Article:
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Climbing the walls allowed around here

When most people think of summer camps, rock climbing is probably not the first thing that comes to mind.

When most people think of summer camps, rock climbing is probably not the first thing that comes to mind.

For novice and advanced climbers, Dalplex is offering day camps this summer and the camps won’t be devoted solely to rock climbing either.

“You can’t climb for the entire five days, eight hours a day,” says Heather Reynolds, the camp’s coordinator.

Because of its physical nature, the activities are mixed up and students also work on hand-eye coordination, navigation skills and knot tying.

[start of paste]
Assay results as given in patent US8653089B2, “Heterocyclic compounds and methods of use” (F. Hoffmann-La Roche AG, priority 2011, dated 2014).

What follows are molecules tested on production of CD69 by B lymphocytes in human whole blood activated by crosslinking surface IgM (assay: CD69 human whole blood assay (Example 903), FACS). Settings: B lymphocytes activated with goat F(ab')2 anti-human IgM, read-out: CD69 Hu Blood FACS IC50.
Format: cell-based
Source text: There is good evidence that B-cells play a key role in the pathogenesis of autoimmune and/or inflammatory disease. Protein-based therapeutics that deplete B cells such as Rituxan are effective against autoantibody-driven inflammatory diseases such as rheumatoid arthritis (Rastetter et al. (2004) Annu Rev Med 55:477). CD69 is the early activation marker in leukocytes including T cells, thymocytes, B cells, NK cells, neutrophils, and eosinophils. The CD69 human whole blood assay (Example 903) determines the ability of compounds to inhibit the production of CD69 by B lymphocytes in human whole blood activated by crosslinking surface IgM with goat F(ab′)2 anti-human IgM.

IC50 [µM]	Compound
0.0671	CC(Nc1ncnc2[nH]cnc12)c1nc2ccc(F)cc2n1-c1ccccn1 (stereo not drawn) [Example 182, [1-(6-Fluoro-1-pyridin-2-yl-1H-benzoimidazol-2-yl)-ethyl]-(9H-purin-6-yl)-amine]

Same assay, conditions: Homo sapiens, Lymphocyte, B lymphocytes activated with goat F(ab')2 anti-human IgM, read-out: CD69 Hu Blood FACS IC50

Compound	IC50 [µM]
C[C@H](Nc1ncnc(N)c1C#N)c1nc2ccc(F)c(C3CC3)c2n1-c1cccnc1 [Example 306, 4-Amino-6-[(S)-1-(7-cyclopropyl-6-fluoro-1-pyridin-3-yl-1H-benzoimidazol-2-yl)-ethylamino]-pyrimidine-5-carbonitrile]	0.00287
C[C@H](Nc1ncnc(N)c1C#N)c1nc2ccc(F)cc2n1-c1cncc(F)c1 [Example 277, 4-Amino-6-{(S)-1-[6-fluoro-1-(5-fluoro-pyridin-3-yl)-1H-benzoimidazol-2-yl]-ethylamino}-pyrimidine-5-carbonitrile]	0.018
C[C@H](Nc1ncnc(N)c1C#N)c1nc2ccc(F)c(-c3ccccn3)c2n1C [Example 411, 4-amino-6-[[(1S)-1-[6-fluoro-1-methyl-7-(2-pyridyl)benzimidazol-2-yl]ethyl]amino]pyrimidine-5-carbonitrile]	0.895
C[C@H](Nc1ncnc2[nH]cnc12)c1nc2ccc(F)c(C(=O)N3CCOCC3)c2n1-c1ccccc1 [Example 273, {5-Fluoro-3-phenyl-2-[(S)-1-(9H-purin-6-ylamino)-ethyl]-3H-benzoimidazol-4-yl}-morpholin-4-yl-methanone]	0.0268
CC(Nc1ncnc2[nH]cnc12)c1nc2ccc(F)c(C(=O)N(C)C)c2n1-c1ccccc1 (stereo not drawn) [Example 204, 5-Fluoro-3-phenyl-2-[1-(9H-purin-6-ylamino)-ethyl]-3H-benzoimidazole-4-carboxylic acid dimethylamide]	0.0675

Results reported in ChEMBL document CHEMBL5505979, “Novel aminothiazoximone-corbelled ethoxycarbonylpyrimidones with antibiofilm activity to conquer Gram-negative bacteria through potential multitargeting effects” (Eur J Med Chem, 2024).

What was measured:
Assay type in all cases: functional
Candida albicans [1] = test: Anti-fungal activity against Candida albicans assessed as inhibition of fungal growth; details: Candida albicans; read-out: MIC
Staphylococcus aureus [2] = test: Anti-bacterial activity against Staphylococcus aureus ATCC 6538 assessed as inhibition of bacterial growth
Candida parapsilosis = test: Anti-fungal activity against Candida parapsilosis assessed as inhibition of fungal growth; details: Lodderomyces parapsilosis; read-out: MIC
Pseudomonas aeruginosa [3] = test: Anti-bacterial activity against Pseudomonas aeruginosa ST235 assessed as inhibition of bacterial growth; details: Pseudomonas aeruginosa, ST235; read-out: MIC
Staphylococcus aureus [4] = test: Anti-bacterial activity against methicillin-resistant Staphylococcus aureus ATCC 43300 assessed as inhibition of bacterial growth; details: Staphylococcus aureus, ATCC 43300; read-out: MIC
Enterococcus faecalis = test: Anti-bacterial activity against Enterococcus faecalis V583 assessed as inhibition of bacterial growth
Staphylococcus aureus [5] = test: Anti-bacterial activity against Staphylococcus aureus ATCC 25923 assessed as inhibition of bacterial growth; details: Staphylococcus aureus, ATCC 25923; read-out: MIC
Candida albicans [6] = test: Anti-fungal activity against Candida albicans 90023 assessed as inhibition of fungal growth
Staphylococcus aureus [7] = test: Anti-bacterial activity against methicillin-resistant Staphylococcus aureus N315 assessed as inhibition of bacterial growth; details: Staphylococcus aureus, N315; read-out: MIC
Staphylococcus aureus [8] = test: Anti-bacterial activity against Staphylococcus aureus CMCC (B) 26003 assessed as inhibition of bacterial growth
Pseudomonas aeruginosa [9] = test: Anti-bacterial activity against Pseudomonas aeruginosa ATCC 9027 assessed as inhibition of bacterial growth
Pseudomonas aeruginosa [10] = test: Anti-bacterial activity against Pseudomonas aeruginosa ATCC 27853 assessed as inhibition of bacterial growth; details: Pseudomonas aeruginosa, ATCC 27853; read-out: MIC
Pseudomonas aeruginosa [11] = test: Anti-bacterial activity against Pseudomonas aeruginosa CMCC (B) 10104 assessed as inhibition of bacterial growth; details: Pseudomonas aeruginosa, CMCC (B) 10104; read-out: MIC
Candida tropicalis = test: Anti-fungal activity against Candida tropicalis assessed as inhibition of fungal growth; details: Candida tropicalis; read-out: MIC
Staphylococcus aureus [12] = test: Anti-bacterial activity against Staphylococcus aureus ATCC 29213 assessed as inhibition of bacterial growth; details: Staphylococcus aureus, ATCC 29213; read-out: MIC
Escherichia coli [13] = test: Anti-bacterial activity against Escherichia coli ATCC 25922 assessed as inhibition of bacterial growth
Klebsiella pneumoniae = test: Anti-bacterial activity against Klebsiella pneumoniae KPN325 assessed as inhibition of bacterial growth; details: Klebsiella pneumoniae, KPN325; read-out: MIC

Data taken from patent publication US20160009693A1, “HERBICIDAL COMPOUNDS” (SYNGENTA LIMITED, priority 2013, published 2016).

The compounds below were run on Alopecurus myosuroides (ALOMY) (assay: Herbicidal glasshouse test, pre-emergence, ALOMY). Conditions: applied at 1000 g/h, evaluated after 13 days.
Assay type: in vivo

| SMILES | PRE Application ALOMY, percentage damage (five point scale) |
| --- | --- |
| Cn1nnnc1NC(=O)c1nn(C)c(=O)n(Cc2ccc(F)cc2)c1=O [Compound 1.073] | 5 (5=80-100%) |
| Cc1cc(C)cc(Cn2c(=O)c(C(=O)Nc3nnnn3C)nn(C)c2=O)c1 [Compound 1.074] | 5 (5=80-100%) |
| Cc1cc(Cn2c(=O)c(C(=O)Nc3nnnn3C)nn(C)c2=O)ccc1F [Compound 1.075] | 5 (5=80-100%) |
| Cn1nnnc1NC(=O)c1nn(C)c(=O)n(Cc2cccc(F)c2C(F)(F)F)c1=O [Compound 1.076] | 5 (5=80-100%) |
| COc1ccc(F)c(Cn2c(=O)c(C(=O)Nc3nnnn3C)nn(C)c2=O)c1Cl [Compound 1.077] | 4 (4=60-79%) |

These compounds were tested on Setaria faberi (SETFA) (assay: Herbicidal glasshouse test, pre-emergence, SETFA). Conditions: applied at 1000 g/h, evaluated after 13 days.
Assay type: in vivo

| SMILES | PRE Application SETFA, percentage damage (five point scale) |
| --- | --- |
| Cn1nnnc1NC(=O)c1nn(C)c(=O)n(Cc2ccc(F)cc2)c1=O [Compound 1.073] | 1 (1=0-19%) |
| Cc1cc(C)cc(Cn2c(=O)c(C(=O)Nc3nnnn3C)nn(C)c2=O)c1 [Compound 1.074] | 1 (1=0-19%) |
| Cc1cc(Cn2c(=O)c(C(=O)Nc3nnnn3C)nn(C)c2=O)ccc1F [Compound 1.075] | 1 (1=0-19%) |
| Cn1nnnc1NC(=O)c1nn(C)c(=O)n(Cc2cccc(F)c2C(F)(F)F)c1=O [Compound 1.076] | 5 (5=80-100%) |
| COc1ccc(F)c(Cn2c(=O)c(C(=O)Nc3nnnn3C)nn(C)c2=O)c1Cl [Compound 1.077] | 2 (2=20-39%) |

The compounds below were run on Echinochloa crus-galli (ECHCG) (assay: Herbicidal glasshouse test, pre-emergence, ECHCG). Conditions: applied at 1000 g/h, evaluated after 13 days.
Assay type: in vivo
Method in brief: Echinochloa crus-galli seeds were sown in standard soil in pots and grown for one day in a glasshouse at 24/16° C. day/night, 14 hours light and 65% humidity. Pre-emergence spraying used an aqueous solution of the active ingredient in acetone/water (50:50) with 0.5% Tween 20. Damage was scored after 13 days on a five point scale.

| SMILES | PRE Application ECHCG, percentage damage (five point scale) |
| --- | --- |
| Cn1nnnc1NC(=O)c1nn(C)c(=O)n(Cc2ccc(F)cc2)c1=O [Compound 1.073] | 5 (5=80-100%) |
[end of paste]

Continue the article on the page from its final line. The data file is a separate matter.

Reynolds says this gives participants the chance to rest, but also gives them the opportunity to learn and appreciate new activities.

One of the biggest misconceptions people have about rock climbing is safety.

“Climbing is always perceived as a high-risk activity for crazy, extreme people only,” says Sean Therien, owner of Ground Zero Climbing Gym in Burnside. “But in reality, if you do everything the way you’re supposed to, then it’s an extremely safe sport.”

Besides climbing, kids learn skills such as planning and visualization.

“You’re going to look at a climb and you’re going to sort of plan and try to figure out how you’re going to get up to that climb,” says Therien. “You have to plan your moves in advance sometimes.”

 
 
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